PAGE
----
I spent a full week grading, compacting the soil and leveling each block before laying the floor joist.  The last thing you want is to finish your new workshop and have a corner start sinking into the ground.  My floor inside my shop is perfectly level still with a 6 foot level.  You can see that I had a drop of about 12 inches on the low side.  During heavy rainstorms, water can flow like a stream next to the fence.  I wanted to make sure my workshop was high enough off the ground to avoid any flooding issues.

Hospitality expert, Chip Conley founded and grew the Joie De Vivre hotels from a single San Francisco location to become California’s largest boutique hotel management company. How? He understood the value of a unique vision when it’s consistently applied. He created each hotel to reflect the spirit of a niche-oriented magazine that he felt represented his target market. Examples include the Phoenix (Rolling Stone), the Rex (The New Yorker), Hotel Avante (Wired), Wild Palms Hotel (Fast Company), Hotel Los Gatos (Town and Country), and the Water's Edge (Yachting). Obviously your inspiration doesn’t need to be a magazine, it can just as easily be a song, a group of words, or just a particular image. Find something that resonates with the customers you have in mind and design your store to reflect that vision.
How to Optimize a Small Layout – Not everyone has the room to have a huge shop selling everything. Ralph guides you through making the most out of a small shop layout. This includes optimal machine placement, where to set up shop, the tools needed, and lots of other consideration. The guide walks you through every aspect of setting up your shop – going into details without having it be overwhelming. It’s ideal for beginners that are looking to set up shop.
Leslie recommends that retailers provide some type of seating for both customers and anyone who is accompanying them. Shoppers do get tired and so do their friends and relatives who are along for the ride. Why not offer them a chair? Seating can be as simple as stools near the checkout or a lounge area near the dressing rooms, like this fun setup below:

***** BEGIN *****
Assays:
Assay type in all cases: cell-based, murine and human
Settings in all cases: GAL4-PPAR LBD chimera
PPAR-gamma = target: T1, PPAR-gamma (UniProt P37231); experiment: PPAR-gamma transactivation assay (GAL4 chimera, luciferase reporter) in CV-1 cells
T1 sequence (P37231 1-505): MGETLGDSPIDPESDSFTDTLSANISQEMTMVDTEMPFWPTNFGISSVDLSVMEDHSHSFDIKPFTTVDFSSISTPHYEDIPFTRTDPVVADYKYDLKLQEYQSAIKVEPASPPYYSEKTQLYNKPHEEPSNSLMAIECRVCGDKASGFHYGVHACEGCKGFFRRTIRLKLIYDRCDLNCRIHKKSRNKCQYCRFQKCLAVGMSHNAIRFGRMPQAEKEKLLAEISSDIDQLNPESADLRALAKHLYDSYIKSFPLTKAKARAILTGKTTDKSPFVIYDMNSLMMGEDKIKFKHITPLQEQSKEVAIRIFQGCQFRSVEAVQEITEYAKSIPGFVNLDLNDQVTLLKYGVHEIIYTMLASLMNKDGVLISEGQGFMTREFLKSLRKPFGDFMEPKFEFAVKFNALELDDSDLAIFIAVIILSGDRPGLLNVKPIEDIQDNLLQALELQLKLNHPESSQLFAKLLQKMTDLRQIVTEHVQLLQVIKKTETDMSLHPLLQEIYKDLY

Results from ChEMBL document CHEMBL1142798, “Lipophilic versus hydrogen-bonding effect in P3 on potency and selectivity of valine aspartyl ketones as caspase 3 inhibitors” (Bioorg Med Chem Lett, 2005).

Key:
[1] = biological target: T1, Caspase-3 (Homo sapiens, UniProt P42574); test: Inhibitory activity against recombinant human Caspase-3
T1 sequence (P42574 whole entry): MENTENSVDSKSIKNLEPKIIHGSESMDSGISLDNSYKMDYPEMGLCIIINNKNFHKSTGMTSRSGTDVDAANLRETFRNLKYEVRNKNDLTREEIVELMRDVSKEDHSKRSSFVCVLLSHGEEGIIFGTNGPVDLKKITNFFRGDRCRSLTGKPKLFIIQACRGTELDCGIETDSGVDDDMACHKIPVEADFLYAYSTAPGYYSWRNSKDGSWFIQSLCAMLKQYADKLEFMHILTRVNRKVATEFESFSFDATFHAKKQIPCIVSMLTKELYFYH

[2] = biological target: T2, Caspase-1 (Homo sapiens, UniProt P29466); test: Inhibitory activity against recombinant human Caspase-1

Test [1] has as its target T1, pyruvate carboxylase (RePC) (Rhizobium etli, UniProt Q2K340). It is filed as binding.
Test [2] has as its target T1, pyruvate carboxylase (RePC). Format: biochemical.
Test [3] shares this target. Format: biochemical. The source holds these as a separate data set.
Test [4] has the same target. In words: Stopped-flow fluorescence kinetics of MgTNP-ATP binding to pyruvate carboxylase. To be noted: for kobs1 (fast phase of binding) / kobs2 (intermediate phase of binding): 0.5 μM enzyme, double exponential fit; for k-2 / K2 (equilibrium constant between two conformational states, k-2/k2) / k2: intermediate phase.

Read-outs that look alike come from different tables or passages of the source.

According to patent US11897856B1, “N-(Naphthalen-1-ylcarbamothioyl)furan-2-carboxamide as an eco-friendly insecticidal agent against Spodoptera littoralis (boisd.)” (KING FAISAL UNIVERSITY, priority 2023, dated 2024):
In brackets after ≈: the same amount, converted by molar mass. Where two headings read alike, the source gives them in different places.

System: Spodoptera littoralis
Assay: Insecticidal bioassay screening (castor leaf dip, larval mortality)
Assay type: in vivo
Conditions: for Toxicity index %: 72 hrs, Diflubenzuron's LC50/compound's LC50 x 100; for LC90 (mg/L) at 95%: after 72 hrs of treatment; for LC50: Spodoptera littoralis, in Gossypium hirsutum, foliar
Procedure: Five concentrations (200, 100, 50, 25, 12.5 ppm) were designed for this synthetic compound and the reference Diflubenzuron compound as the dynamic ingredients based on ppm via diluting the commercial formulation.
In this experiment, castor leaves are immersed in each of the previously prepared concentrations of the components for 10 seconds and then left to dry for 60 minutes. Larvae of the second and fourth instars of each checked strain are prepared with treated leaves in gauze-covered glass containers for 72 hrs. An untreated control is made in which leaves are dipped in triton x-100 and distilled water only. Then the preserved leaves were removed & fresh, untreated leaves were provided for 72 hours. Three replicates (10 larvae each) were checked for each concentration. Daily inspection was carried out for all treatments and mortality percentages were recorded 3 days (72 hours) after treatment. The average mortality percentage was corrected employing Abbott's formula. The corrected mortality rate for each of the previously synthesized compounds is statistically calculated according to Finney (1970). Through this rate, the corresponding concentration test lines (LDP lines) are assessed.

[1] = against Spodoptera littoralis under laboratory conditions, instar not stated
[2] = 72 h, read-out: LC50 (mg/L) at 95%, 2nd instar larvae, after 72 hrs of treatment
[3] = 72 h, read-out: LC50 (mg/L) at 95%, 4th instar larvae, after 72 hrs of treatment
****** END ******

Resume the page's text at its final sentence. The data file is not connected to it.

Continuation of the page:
For small business owners, these tools present an incredible opportunity to set smarter business goals and easily identify some of the key factors of success and growth in their business. However, when you couple the breadth of technology options with decisions about basic store and restaurant equipment, such as espresso machines or air conditioning units, it can become a little overwhelming to figure out what is actually worth the investment.
We've written about routers on the site before and my favorite is the Bosch 1617​.  It is light enough that you can control it when using it handheld, yet powerful enough that it won't have any problems when you mount it under a table.  On top of that, it comes with a plunge base which makes it significantly easier to use handheld.  The package clocks in at ~$190.

Location, location, location is quoted so often for a reason. When starting a small business, the wrong choice could hurt your business before you’ve even had the chance to open the doors. Take the time to really understand your customers and do everything you can to gather real world insights that will help you determine the viability of your potential new space.
When you design your workshop setup, climate control often gets ignored — and that’s a huge mistake! If your workshop or hobby room is in an unconditioned space like a garage or basement, you could find that it’s brutally uncomfortable to work in there during warm weather. You’ll be much happier with a solid fan — or several — to keep air moving for your comfort.